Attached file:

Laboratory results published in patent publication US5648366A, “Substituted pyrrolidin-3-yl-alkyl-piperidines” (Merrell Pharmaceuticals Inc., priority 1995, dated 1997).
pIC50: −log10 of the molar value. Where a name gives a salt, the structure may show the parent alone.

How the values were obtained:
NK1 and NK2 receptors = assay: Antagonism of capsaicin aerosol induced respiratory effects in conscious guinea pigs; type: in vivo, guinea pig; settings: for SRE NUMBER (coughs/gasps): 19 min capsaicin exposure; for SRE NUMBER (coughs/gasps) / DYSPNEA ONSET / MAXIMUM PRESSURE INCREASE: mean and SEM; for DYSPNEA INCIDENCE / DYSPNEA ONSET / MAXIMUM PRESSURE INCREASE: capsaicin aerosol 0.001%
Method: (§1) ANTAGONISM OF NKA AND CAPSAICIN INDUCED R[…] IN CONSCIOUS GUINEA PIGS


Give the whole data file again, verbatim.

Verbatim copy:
Laboratory results published in patent publication US5648366A, “Substituted pyrrolidin-3-yl-alkyl-piperidines” (Merrell Pharmaceuticals Inc., priority 1995, dated 1997).
pIC50: −log10 of the molar value. Where a name gives a salt, the structure may show the parent alone.

How the values were obtained:
NK1 and NK2 receptors = assay: Antagonism of capsaicin aerosol induced respiratory effects in conscious guinea pigs; type: in vivo, guinea pig; settings: for SRE NUMBER (coughs/gasps): 19 min capsaicin exposure; for SRE NUMBER (coughs/gasps) / DYSPNEA ONSET / MAXIMUM PRESSURE INCREASE: mean and SEM; for DYSPNEA INCIDENCE / DYSPNEA ONSET / MAXIMUM PRESSURE INCREASE: capsaicin aerosol 0.001%
Method: (§1) ANTAGONISM OF NKA AND CAPSAICIN INDUCED R[…] IN CONSCIOUS GUINEA PIGS